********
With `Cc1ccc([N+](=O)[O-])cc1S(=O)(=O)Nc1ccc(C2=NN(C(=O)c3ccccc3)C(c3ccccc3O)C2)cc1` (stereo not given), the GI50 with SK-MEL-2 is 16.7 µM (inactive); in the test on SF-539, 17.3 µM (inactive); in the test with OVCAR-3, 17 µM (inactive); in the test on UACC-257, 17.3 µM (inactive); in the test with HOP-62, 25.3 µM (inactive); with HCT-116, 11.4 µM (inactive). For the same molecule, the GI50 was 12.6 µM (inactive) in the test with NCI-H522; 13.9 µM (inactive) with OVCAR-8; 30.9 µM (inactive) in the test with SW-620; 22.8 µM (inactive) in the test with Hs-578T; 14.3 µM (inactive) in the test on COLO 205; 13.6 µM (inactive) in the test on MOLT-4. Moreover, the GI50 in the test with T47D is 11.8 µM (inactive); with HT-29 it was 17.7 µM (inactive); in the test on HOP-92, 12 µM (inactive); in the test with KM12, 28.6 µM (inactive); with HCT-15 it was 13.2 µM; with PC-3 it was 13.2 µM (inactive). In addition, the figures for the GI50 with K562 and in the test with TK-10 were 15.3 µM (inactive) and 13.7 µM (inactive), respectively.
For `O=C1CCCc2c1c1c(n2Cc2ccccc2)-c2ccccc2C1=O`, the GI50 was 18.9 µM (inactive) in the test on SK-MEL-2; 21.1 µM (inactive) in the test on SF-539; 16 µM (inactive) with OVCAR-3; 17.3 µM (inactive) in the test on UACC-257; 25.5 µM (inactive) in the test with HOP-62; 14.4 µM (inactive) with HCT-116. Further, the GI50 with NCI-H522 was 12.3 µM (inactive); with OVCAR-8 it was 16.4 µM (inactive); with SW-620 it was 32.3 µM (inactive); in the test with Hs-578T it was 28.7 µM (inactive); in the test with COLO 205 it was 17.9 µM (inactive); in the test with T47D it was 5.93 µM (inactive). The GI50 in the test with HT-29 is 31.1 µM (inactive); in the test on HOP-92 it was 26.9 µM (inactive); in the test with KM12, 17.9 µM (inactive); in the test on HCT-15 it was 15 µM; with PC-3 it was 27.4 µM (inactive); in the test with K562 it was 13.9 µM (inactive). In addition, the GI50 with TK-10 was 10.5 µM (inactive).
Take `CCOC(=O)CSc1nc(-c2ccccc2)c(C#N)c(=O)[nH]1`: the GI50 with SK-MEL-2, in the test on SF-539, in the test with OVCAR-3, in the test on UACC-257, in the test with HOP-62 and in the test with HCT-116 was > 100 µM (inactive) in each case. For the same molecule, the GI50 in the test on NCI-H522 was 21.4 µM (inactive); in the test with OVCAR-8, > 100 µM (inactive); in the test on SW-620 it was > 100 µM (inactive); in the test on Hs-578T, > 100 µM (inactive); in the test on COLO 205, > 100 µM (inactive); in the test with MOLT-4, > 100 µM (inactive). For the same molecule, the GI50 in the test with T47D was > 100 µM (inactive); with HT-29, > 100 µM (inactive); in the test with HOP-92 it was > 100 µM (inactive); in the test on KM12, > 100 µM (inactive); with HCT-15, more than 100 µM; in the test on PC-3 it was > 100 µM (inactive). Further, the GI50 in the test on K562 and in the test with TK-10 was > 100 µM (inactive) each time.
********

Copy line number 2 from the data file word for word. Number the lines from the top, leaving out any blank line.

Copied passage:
For `O=C1CCCc2c1c1c(n2Cc2ccccc2)-c2ccccc2C1=O`, the GI50 was 18.9 µM (inactive) in the test on SK-MEL-2; 21.1 µM (inactive) in the test on SF-539; 16 µM (inactive) with OVCAR-3; 17.3 µM (inactive) in the test on UACC-257; 25.5 µM (inactive) in the test with HOP-62; 14.4 µM (inactive) with HCT-116. Further, the GI50 with NCI-H522 was 12.3 µM (inactive); with OVCAR-8 it was 16.4 µM (inactive); with SW-620 it was 32.3 µM (inactive); in the test with Hs-578T it was 28.7 µM (inactive); in the test with COLO 205 it was 17.9 µM (inactive); in the test with T47D it was 5.93 µM (inactive). The GI50 in the test with HT-29 is 31.1 µM (inactive); in the test on HOP-92 it was 26.9 µM (inactive); in the test with KM12, 17.9 µM (inactive); in the test on HCT-15 it was 15 µM; with PC-3 it was 27.4 µM (inactive); in the test with K562 it was 13.9 µM (inactive). In addition, the GI50 with TK-10 was 10.5 µM (inactive).